"They who can give up essential
liberty to obtain a little temporary
safety, deserve neither liberty
-- Benjamin Franklin 
| "All governments lie and nothing
say should be believed."
1. Boris Johnson: royal
charter on press regulation is
2. New York Times says UK tried to get it to
3. Who should judge whether
Snowden's leaked secrets
are too sensitive
4. GCHQ accused of monitoring
privileged emails between
lawyers and clients
5. GCHQ mass surveillance putting
right to challenge state
at risk, say
6. Secret FISA Court Extends NSA Phone Spying
7. 500 people will control American democracy
8. The Folly of Empire
9. Truthdiggers of the Week:
Editors and Reporters of The
10. How feminism became
capitalism's handmaiden - and
how to reclaim it
There's more on the
crisis today, and if we include the last item, the reports today got
into double numbers. Then again, the last item I inserted mostly as a
follow-up to the last two days on and around Henry Miller, that are not
part of reporting the crisis. (Also, it does me some personal good to
see that, after 36 years (!), a post-postmodern feminist, implies I may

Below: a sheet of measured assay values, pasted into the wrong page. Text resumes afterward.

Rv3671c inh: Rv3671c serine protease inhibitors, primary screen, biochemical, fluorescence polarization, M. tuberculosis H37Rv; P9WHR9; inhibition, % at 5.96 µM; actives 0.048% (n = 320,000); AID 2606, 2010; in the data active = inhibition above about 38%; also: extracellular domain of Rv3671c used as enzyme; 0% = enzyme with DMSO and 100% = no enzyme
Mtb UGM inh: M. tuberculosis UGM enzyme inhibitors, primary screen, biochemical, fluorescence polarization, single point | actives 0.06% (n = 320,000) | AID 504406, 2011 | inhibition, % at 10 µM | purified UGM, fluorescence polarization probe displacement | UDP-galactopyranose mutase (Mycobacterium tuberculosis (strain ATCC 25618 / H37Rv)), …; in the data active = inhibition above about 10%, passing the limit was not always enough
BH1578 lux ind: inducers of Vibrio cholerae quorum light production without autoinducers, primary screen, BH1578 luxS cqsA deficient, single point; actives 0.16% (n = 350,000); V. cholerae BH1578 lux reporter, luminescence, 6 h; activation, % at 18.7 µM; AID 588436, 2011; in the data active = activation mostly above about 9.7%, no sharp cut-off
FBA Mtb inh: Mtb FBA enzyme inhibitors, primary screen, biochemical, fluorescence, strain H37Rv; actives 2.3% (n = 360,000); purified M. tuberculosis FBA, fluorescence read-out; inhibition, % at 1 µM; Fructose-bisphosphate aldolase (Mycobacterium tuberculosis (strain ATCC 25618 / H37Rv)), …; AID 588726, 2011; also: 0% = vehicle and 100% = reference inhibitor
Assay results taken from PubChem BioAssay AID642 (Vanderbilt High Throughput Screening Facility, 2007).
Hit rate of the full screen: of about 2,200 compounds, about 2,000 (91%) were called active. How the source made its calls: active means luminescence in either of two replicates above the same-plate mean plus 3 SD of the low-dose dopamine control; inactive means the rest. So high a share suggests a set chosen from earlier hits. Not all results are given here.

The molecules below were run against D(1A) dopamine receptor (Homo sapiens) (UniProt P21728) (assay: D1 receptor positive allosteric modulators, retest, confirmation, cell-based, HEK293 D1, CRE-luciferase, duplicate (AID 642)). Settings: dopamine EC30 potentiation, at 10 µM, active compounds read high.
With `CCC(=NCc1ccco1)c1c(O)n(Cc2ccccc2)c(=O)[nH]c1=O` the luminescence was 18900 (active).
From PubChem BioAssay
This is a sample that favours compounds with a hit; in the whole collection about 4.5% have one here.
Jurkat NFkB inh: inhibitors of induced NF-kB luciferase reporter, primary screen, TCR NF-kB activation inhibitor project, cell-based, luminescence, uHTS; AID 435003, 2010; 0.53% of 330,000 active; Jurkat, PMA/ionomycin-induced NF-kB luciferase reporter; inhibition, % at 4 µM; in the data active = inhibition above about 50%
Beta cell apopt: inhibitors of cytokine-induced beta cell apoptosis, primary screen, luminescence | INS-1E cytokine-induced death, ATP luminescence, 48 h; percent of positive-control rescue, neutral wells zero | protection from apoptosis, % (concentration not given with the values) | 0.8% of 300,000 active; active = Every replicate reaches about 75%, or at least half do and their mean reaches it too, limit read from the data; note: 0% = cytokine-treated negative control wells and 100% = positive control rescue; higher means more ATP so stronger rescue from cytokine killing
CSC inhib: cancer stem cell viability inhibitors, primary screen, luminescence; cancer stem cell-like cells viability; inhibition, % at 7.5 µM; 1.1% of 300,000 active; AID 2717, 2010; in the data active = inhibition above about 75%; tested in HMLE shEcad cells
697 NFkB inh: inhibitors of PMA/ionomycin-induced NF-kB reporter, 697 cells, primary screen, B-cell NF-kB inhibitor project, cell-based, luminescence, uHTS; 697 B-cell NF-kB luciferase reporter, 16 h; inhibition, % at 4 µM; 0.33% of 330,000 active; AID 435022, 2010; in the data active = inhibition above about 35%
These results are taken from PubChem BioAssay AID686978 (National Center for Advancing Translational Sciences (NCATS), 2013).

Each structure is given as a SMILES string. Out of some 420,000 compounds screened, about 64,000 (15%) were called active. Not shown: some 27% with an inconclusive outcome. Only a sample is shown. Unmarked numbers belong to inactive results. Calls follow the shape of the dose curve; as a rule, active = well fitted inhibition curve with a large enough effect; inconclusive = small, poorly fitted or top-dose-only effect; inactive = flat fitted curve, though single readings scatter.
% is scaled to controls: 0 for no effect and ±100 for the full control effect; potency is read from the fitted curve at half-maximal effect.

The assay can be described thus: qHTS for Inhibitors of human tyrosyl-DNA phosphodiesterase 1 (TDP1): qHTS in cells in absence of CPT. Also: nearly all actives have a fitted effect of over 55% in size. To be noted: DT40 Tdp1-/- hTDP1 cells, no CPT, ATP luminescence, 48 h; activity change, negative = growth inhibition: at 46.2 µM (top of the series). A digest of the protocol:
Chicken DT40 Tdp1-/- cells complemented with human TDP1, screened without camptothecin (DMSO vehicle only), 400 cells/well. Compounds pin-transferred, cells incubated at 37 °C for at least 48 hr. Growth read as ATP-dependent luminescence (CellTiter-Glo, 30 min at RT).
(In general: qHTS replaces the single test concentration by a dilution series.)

have been right.)
Also, I remark once more that I do not make my titles, at least
not normally: I copy them, provided they remain within two lines in the
format I use, for else I shorten them. (And I do not like special sizes
for titles, and never did - at least not in html.)
Boris Johnson: royal charter on press regulation is
The first item today is by
Josh Halliday in the Guardian, reporting on the mayor of London's
This starts as follows - and
be reminded Johnson once was a journalist himself:
has urged newspapers to
boycott the government's proposed royal charter on press regulation,
branding the exercise a "monstrous folly".
The mayor of London used his Daily Telegraph column on Monday to warn that the
government was "on the verge of eroding the freedom of the press" and
that any new regulation was pointless.
In a move that sets him
on a collision course with the culture secretary, Maria Miller, Johnson
said: "Good for Fraser Nelson. It strikes me that he is 100% right. The
editor of the Spectator has announced that his ancient and illustrious
publication will have nothing whatever to do with any new system of
"He will neither bow nor
truckle to any kind of control. He will not 'sign up'. He will politely
tell the new bossyboots institution to mind its own beeswax, and he
will continue to publish without fear or favour.
"I think the whole of the
media should do the same. Stuff all this malarkey about the privy
council and a royal charter."
Quite so, and there's more,
that you'll have to find yourself.
In his Telegraph column,